Idelalisib in combination with ofatumumab improves progression-free survival in previously-treated patients with chronic lymphocytic leukaemia

Posted: 1 June 2015 |

Results from a study of idelalisib in combination with ofatumumab in previously-treated patients with chronic lymphocytic leukaemia have been announced…

Gilead Sciences has announced results from the Phase 3 clinical Study 119 of an investigational use of idelalisib in combination with ofatumumab in previously-treated patients with chronic lymphocytic leukaemia (CLL).


In Study 119, there was a 73% reduction in the risk of disease progression or death in patients receiving idelalisib in combination with ofatumumab compared to ofatumumab alone. Detailed results will be presented today during a poster session at the 51st Annual Meeting of the American Society of Clinical Oncology (ASCO) (Abstract #7023).

Idelalisib regimen significantly improved progression free survival in patients with CLL

“The data reported today reinforce prior results showing that idelalisib, here in combination with the anti-CD20 monoclonal antibody ofatumumab, not only significantly improved overall and lymph node response rates, but more importantly progression-free survival in patients with previously treated CLL,” said Jeffrey A. Jones, MD, MPH, Associate Professor of Medicine, Division of Haematology, The Ohio State University Comprehensive Cancer Center – Arthur G. James Cancer Hospital and Richard J. Solove Research Institute (OSUCCC – James).  “Importantly, these improvements were also observed in patients with genetic features typically associated with poor prognosis.”

Study 119 was a randomised, controlled, open-label Phase 3 study evaluating the efficacy and safety of idelalisib in combination with ofatumumab.  The study enrolled 261 adult patients with previously treated CLL whose disease had progressed less than 24 months following completion of prior therapy, and had not previously been refractory to ofatumumab.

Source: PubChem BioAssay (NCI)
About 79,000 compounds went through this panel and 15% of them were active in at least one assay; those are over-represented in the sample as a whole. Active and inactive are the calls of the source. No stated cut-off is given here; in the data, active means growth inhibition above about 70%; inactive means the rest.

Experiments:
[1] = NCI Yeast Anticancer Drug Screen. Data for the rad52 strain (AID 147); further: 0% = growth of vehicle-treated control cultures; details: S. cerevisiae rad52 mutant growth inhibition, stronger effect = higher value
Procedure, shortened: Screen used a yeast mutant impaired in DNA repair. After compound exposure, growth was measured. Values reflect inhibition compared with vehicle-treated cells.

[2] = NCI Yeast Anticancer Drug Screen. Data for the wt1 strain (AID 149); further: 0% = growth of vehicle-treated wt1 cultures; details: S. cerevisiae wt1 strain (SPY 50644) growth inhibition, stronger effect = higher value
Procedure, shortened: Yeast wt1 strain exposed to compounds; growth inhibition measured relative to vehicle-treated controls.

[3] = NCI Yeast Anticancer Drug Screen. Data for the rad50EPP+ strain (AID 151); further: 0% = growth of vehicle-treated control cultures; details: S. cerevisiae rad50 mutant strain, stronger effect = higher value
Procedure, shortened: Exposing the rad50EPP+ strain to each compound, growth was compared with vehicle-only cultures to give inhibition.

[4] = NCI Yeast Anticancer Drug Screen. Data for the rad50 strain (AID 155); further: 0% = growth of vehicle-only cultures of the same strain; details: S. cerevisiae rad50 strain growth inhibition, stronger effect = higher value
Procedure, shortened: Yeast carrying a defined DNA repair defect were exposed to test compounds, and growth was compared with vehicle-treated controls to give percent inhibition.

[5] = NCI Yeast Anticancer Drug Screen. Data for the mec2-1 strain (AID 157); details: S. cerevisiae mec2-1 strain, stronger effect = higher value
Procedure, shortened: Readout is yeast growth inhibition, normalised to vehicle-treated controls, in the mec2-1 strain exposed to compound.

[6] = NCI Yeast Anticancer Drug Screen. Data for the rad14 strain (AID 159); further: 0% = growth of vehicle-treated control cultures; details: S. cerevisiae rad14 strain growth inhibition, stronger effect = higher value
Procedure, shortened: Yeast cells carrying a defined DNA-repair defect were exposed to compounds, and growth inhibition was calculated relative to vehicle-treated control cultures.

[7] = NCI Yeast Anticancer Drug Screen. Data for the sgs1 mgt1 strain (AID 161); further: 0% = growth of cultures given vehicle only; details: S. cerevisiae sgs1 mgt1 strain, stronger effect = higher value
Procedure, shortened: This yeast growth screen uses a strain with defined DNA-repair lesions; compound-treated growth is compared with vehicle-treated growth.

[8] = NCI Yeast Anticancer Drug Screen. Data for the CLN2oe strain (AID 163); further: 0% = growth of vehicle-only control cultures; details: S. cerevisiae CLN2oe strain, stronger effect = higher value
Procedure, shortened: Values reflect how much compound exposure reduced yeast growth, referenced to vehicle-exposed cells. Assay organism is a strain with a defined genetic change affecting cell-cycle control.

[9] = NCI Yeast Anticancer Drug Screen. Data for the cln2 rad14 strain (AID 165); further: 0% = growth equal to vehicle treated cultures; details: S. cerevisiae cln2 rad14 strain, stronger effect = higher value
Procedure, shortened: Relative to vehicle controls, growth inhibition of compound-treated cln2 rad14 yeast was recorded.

The primary endpoint for Study 119 was progression-free survival (PFS), defined as the time from randomisation to definitive disease progression or death assessed by an independent review committee. Median PFS in the idelalisib/ofatumumab arm was 16.3 months, compared to 8.0 months in the ofatumumab monotherapy arm.

Idelalisib regimen demonstrated statistically significant improvements in lymph node response rate

Statistically significant improvements were also observed for overall response rate and lymph node response rate.  Median PFS in the approximately 40% of patients with 17p deletion or TP53 mutation was 13.7 months vs. 5.8 months.  A statistically significant difference was not achieved in median overall survival (20.9 months vs. 19.4 months).

The safety profile of idelalisib was similar to prior studies in previously-treated patients with CLL. 

Based on the Study 119 trial results, Gilead has filed a supplemental New Drug Application (sNDA) with the US Food and Drug Administration to include data from this study in the US label.  Gilead plans to submit a supplemental filing to the European Medicines Agency later this year.

“Idelalisib has now demonstrated strong efficacy in two randomized Phase 3 studies among previously treated CLL patients,” said Norbert Bischofberger, PhD, Gilead’s Executive Vice President, Research and Development and Chief Scientific Officer.  “We continue to explore the clinical profile of idelalisib in combination with both standard and novel treatment regimens, including seven ongoing or completed Phase 3 clinical trials for B-cell malignancies.”

Related organisations

Related diseases & conditions

Comments are closed.

Send this to a friend